Joseph Fifer


Historical Encyclopedia of Illinois
pub. in 1920

Joseph W. Fifer, nineteenth governor elected, Republican, of McLean, Jan. 14, 1990, to Jan. 10, 1893, was born in Staunton, Va., Oct. 28, 1842. In 1857 his father moved to McLean county, Ill. He practically educated himself. His father was a brick mason and the son was taught that trade. When the war broke out Joseph W. Fifer and his brother, George, enlisted in the 33d Illinois infantry. He participated in the battles of the Vicksburg campaign, and at Jackson, Miss., on July 13, 1862, in an assault on breastworks he was desperately wounded by a rifle ball, which passed through his right lung and also through the upper portion of his liver. After a time in the hospital he was discharged and returned to his regiment, serving out his time. Returning home in 1864 he entered the Illinois Wesleyan University at Bloomington, from which he graduated in 1868. Then he studied law and was admitted in 1869, beginning practice immediately in Bloomington. He was corporation counsel of Bloomington, State's attorney two terms, and was elected to the State Senate in 1880, and in 1888 was elected Governor by the Republicans after a hot campaign against ex-Governor Palmer, the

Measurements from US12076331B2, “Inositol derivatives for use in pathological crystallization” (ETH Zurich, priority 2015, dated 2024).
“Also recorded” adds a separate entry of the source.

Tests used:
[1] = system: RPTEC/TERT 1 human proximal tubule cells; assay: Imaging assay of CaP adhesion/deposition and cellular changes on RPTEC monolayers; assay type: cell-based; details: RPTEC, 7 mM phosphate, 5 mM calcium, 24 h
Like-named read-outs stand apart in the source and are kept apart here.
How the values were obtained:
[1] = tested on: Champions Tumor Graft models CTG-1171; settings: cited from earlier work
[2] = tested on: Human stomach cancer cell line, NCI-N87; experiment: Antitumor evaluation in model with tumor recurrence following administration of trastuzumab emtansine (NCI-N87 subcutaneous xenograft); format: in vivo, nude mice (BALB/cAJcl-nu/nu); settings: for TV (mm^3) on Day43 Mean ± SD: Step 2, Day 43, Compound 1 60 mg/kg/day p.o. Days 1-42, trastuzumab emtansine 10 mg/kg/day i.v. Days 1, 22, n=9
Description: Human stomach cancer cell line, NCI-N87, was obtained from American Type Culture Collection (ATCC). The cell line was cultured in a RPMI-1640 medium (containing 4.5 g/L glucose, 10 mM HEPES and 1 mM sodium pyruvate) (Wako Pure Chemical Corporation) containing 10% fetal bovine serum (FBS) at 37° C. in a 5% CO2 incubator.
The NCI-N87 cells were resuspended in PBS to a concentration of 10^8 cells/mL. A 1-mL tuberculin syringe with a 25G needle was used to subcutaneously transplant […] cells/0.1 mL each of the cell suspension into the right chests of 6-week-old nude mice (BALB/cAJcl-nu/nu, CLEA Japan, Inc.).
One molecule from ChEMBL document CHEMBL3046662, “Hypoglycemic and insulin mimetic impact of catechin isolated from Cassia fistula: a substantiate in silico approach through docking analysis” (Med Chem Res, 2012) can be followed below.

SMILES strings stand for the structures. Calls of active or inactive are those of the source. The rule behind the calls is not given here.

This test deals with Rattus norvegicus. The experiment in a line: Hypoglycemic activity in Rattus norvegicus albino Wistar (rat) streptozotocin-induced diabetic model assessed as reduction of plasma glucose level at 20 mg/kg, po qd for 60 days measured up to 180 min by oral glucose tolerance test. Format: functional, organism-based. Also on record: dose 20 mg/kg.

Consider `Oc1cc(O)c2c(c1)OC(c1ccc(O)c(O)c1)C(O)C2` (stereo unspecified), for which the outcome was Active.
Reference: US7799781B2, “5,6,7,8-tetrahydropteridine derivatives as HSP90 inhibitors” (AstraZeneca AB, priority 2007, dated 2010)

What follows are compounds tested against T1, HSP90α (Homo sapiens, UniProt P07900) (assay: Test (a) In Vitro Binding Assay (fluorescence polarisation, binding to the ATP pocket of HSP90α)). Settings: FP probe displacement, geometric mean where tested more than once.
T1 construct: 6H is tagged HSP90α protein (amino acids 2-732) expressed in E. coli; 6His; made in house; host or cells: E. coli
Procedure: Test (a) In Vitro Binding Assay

Democratic nominee, Fifer receiving 367,860 votes to Palmer's 355, 313. After his term as Governor he returned to the practice of his profession at Bloomington. He is married and has one son and one daughter.

/Source: Illinois Blue Book 1903-04/

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